Tuesday Tip Day – Turn Off JavaScript

Tuesday Tip Day – Turn Off JavaScript

Pixel Ratio Confusion

Sometimes when designing a website or web application, it’s important to try and plan for the different kind of visitors that will be visiting your site. One of the more troublesome visitors you might get is someone who has their JavaScript turned off within their browser, either due to their security software, or just being unaware that they might have accidentally switched it off.

Having JavaScript off can cause your website to behave very differently depending on how it was written, and will often lead people to hit broken pages or services not giving the correct results, if they are even working at all.

Because of this, it’s important that for this scenario, you have implemented some kind of fallout page for these users or way or pointing out that they have JavaScript turned off. Which means you’ll also need a test to make sure this behaviour is working.

The difficulty comes in making sure it’s turned off as part of an automated process rather than having to do it manually before and after every test run, which would obviously defeat the purpose of our automation test. Thankfully, turning JavaScript off as part of an automated test is as simple as setting a flag in the creation of our browser driver.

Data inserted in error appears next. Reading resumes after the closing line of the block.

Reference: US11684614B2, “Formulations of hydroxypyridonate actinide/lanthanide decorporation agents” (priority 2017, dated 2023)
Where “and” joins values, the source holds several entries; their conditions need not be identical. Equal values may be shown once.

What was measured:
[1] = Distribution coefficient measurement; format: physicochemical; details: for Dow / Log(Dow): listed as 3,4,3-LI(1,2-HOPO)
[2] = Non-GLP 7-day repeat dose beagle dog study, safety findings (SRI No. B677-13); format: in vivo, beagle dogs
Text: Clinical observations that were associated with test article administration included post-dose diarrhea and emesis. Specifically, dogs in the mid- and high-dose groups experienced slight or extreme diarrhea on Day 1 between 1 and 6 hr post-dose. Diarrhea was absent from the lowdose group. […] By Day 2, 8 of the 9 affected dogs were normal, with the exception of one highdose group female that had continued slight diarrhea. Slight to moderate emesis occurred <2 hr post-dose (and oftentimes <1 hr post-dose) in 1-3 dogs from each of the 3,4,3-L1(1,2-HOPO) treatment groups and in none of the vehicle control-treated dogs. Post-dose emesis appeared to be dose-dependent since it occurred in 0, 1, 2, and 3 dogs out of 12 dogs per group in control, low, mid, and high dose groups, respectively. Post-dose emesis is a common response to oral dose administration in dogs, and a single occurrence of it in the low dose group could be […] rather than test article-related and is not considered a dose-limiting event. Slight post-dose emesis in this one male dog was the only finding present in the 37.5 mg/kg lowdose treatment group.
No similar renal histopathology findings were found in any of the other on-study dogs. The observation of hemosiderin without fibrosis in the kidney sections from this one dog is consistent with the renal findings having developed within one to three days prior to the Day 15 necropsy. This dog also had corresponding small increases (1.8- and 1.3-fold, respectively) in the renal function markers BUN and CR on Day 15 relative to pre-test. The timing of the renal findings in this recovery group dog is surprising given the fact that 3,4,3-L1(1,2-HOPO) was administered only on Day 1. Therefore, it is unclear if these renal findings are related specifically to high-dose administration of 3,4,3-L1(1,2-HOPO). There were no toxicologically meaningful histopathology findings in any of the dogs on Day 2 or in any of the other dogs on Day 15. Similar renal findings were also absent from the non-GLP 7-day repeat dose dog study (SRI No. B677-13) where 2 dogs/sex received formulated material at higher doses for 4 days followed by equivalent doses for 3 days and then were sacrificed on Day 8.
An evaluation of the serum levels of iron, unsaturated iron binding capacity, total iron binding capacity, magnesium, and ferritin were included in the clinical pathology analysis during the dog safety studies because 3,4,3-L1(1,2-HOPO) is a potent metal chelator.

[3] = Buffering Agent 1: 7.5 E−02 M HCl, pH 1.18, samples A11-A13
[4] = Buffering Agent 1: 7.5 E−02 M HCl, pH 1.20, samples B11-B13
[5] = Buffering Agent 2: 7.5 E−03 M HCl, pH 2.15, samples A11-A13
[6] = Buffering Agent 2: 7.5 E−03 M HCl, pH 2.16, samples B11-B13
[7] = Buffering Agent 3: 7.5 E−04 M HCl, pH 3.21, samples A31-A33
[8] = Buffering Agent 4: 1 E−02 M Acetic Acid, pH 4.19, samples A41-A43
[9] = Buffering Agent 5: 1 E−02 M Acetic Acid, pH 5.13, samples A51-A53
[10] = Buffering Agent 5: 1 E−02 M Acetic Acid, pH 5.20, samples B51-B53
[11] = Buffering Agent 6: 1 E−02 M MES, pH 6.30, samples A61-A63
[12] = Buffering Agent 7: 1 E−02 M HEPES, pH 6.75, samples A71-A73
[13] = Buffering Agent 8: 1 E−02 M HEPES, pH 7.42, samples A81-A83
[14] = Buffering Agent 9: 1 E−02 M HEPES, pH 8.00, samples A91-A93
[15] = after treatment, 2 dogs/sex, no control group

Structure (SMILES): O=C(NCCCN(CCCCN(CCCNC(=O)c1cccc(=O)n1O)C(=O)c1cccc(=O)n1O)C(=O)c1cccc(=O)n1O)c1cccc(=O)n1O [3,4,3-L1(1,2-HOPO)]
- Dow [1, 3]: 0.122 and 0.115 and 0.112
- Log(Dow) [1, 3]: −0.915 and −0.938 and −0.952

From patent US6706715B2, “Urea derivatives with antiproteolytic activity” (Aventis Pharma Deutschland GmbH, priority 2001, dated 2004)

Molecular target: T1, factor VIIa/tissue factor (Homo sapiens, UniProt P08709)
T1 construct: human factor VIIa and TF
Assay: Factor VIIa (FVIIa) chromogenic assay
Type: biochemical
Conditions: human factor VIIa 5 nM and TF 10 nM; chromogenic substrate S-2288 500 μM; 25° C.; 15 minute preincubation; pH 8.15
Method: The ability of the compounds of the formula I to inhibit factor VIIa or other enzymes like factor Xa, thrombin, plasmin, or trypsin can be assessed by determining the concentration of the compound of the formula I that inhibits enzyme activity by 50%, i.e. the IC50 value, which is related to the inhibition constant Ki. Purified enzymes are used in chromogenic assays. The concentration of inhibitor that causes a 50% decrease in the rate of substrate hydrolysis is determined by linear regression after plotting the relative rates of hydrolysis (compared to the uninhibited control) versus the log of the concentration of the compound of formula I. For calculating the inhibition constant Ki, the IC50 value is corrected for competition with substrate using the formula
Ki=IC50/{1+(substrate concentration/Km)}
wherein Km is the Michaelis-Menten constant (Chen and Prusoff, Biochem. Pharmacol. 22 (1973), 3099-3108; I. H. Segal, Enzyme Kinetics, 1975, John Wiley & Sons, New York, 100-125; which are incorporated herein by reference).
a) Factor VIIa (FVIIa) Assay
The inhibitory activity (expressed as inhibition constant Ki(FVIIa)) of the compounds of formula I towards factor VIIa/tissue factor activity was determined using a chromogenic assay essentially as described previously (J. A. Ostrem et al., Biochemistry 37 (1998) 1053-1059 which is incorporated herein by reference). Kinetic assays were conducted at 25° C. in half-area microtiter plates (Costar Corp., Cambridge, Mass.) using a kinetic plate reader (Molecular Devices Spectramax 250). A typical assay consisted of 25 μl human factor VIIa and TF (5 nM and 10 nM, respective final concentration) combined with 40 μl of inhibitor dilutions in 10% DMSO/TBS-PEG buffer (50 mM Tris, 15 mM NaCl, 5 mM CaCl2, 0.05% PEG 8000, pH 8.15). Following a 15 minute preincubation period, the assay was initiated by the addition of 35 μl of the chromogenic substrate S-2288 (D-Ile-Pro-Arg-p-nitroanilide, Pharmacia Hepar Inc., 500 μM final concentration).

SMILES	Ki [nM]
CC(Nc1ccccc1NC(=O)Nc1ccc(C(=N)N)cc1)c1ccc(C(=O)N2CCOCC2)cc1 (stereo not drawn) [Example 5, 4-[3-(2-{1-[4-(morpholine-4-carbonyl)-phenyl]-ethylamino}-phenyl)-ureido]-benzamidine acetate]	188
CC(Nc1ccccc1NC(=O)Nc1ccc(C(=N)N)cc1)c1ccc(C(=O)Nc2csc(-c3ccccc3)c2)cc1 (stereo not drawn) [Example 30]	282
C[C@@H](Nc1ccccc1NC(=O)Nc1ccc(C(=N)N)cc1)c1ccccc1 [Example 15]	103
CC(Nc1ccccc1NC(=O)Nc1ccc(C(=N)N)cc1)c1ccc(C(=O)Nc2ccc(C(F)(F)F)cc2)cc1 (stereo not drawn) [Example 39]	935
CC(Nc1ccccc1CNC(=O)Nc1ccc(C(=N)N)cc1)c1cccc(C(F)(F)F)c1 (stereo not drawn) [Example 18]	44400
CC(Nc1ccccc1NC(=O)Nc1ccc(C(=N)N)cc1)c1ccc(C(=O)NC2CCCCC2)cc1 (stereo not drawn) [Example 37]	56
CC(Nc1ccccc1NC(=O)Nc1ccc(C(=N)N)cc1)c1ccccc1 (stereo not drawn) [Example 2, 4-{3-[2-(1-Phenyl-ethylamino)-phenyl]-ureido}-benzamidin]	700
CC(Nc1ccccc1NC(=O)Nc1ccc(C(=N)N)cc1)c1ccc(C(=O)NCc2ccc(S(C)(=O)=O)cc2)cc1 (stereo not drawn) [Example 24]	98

Let’s take a look at what that looks like in code for different browsers:

FirefoxProfile profile = new FirefoxProfile();
profile.setPreference(“javascript.enabled”, false);
driver = new FirefoxDriver(profile);
DesiredCapabilities capabilities = DesiredCapabilities.Chrome();
capabilities.SetCapability(“chrome.switches”, Arrays.AsList(“—disable-javascript”));

With the above code, your driver instance will have JavaScript turned off for the duration of the test. It’s important to remember this as any behaviour that requires it to be turned on will fail as long as the test is using that driver instance.